Prosecutions in decline as NRA fails to enforce policy

The National Rivers Authority (NRA) is failing to apply its prosecution policy for pollution incidents. Prosecutions for serious incidents declined last year, despite an increase in the number of such incidents. And there is also a marked variation in the prosecution records of the NRA's regions.

Figures on the NRA's prosecution record are contained in its annual report, submitted to Parliament in July and due to be published in September. The report shows that the number of pollution incidents during 1992/93 increased by 9% over the previous year to a record 32,254.

However, the number of prosecutions for pollution offences brought by the NRA declined for the first time in its four-year history. Only 435 cases were brought successfully during the year, compared with 484 and 536 in 1990/91 and 1991/92, respectively.

The proportion of the most serious "category 1" incidents which resulted in successful prosecutions also appears to have declined. Category 1 incidents are defined by the NRA as those which threaten drinking water intakes or extensive damage to wildlife.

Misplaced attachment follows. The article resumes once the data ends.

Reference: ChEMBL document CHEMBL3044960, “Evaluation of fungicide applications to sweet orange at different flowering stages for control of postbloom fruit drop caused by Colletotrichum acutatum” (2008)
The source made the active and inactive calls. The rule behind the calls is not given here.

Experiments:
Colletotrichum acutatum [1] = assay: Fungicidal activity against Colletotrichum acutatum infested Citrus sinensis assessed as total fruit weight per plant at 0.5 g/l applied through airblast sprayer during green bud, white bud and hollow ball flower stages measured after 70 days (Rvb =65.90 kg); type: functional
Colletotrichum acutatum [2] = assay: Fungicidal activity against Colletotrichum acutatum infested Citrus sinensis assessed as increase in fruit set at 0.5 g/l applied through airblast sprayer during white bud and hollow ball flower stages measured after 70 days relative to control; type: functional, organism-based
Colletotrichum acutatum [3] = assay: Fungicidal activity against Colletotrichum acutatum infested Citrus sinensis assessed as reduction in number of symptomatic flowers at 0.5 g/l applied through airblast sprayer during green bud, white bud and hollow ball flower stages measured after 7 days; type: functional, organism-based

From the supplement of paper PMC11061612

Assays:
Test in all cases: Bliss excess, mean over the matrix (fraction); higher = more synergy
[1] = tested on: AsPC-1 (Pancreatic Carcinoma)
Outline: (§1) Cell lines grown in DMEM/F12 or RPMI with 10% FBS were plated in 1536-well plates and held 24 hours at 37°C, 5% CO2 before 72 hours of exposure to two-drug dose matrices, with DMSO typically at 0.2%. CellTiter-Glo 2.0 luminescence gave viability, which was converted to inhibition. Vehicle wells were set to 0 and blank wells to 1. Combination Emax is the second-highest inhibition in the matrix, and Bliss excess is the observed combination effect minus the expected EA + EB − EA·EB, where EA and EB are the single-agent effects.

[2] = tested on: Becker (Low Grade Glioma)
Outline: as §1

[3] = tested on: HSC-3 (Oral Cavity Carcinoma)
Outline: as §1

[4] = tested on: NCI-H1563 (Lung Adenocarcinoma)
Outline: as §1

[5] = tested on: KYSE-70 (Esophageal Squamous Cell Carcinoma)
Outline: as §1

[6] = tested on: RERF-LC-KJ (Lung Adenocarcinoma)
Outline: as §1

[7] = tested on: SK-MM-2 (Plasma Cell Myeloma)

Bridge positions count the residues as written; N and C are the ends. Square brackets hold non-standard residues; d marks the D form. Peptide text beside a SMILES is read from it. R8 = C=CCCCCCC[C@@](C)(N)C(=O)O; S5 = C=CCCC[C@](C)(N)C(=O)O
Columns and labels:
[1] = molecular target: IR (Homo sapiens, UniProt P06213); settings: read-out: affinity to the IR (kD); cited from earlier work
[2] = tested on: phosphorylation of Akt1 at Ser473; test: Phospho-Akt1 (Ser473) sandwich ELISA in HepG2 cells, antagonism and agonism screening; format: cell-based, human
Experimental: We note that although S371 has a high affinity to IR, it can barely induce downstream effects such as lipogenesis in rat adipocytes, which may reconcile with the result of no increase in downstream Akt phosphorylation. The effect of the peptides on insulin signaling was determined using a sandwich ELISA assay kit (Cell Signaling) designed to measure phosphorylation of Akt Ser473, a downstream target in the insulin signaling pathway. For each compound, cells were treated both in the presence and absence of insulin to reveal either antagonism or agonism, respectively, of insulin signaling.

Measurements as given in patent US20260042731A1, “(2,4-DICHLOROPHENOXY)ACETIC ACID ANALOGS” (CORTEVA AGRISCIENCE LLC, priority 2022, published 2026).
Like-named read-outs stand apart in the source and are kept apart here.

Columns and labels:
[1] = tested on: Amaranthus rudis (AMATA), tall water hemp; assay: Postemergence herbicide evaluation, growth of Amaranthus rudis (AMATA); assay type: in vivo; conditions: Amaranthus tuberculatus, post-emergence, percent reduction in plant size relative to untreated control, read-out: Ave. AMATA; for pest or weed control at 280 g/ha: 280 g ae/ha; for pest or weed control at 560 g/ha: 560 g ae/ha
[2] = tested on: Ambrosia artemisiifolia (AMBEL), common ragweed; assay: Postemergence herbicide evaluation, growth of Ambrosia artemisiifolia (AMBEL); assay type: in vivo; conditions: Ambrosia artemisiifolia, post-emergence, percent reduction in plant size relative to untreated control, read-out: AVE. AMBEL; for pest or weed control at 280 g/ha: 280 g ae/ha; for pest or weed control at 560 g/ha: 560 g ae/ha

When the NRA announced its prosecution policy in 1990 (ENDS Report 189, p 28), it declared that category 1 incidents would generally result in prosecution. Category 2 incidents would result in prosecution or caution, depending on the circumstances, while category 3 incidents would only result in a caution.

However, the NRA's failure to improve on the proportion of category 1 incidents taken to court has brought its policy into question. The proportion has never exceeded 34% and now seems to be in decline, with only 27% of serious incidents resulting in successful prosecution last year (see table ). The figures must be treated with some caution because a prosecution may be heard in the year after a pollution incident occurs, but appear nevertheless to indicate a recent decline in prosecutions.

The data show that the courts are continuing to treat water pollution offences increasingly seriously. The average fine has increased steadily in recent years after the maximum fine available to magistrates was raised from o2,000 to o20,000 in 1991.

The report also reveals that there is considerable variation among NRA regions in prosecutions for category 1 incidents. The table below shows the number of successful prosecutions in each region for category 1 incidents over the past two years.

Again, the figures should be treated with caution for the reason given above. Nevertheless, the regional variation is clear. While some regions have been taking prosecutions for about half or more of category 1 incidents, Severn Trent has done so in only a tiny minority of cases, while South West and North West appear to be taking well under half of serious polluters to court. These three regions are among the four with the largest numbers of category 1 incidents.

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